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For all you Trading Places fans out there this season

A return to normality after Telford 10k’s DNF.

9 miles from work

In spite of pulling out of the Telford 10k at halfway, I was pretty much right as rain again some 54 hours later. Depending on whether you’re a glass is half empty, or full, kind of person will determine your view on whether my return to health was badly timed or short enough so as not to be too disruptive to the grand scheme of training for the Brass Monkey Half Marathon in mid-January (fewer than four weeks away by the time you read this).

Fortunately, the P&L schedule only called for 8 miles with some strides thrown in, which was perfectly fine to ease me back in. Effort-wise, the run could have felt easier and wasn’t helped by the near-constant headwind I found myself moving into. All in all, though, it was great to be back at it!

I also broke a new pair of tights in; due to my haste in leaving the office, one of the ankle zips wasn’t positioned as well as it could have been, resulting in some chafage and raw skin exposure… Lesson learned the hard way.

Here’s the Strava data for this run.

4 miles recovery

Irrespective of me wearing high-vis, a head torch and using a zebra crossing, drivers really, really don’t seem to be able to see me.

It was the first time in months since running through Cannon Hill Park in the evening that there was no sign of British Military Fitness in action. Guess with Christmas on the approach and a likely drop in attendance, they opted not to lay sessions on?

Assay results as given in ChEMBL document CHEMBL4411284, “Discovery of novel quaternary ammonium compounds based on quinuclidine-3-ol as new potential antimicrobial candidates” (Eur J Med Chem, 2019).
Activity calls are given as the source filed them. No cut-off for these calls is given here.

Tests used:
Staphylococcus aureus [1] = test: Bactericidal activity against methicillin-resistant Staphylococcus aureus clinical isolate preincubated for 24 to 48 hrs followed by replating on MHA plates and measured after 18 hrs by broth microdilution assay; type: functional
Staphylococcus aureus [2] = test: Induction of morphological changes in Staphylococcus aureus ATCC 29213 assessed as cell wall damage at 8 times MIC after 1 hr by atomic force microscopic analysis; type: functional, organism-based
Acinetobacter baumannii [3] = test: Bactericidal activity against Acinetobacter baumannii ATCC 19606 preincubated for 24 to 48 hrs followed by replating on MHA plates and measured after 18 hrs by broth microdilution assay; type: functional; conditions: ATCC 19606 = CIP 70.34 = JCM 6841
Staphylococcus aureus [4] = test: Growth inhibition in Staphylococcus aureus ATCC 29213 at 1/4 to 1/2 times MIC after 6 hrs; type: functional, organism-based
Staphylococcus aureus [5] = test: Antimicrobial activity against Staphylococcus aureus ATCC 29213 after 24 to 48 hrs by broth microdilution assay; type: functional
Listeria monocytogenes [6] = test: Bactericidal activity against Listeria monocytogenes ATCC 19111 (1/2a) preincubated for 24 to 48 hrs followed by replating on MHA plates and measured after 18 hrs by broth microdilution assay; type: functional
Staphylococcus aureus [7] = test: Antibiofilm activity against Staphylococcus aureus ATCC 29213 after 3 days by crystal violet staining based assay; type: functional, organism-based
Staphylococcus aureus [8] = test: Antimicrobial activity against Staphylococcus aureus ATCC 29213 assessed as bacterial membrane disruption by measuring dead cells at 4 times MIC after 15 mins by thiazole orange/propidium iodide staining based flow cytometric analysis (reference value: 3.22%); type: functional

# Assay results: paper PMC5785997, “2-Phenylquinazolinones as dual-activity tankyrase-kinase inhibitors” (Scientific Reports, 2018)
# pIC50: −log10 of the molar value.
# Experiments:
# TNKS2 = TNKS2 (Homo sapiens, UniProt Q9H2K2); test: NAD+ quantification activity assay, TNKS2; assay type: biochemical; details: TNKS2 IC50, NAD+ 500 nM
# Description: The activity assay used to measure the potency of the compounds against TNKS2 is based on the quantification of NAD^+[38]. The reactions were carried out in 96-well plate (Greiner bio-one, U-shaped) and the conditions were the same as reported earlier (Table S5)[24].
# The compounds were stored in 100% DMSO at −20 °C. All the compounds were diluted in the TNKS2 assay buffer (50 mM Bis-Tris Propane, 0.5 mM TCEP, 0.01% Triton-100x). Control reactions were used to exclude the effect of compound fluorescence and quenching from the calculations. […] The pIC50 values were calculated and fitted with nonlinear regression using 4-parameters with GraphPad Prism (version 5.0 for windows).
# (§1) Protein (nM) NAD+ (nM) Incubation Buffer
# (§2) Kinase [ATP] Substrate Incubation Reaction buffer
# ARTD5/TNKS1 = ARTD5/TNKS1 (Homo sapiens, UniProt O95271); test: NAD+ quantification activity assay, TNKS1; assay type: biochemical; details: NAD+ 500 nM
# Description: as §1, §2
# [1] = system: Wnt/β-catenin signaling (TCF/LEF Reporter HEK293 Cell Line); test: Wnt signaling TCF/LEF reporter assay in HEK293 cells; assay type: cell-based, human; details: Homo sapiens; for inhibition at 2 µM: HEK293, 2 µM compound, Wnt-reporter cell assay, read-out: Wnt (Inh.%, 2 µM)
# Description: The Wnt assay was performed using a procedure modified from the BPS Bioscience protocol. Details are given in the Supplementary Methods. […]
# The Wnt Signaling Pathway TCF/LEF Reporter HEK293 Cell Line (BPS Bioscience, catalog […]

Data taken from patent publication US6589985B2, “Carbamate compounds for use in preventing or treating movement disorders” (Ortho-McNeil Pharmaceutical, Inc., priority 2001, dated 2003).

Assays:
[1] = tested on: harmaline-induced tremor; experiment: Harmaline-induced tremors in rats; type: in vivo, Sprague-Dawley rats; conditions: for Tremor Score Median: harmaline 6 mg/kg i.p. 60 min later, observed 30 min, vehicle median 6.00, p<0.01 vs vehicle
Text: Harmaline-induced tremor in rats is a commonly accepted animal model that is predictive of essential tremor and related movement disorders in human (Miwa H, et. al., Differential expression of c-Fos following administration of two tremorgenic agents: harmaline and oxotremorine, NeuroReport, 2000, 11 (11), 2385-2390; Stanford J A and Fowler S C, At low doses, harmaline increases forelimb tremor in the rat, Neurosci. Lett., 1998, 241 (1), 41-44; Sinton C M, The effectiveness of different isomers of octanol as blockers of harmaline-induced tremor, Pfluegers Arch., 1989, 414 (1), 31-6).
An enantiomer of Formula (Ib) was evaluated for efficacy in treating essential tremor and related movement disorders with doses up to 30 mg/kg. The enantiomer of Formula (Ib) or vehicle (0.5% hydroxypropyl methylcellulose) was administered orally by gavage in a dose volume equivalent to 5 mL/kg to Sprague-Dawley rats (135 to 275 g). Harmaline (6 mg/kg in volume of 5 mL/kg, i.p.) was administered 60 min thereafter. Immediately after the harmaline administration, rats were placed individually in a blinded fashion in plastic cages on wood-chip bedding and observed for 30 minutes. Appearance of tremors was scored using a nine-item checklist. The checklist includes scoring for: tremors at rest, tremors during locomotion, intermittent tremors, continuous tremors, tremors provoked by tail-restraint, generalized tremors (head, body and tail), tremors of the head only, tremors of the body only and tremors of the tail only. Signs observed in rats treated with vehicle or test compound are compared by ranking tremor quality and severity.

Here’s the Strava data for this run.

9 miles from work

Very much a repeat of Tuesday’s run, except with additional rain and much more wind.

Mentally, I was fried from an all-day meeting at work. The thought of having to run-commute all the way home from Smethwick really didn’t appeal, though I was pleased to get the job done.

Here’s the Strava data for this run.

Cannon Hill Parkrun

This was only ever meant to be a casual 19:00 minute or so 5k to leave a bit of capacity for Sunday’s prescribed run (14 miles with 3 at half marathon pace). Instead, it turned into an impromptu run in anger, thanks to Steve Dunsby aiming for 18:00 minutes and some gentle persuasion to chase after him from my peers…

The first km was swift, but not breakneck fast like I’ve experienced in the past. Every time I made a move to reduce the gap between Steve and me, he would edge away ever so slightly to put another metre in. 3:34 came out for this opening split.

The pace kept up and I found myself being able to hang on to Steve, though not without the effort beginning to creep upwards. The gravitas of the situation didn’t dawn on me until we began overtaking some recognisably faster runners… 3:39 for some minor slow down due to the climb back to the bandstand, but otherwise consistent.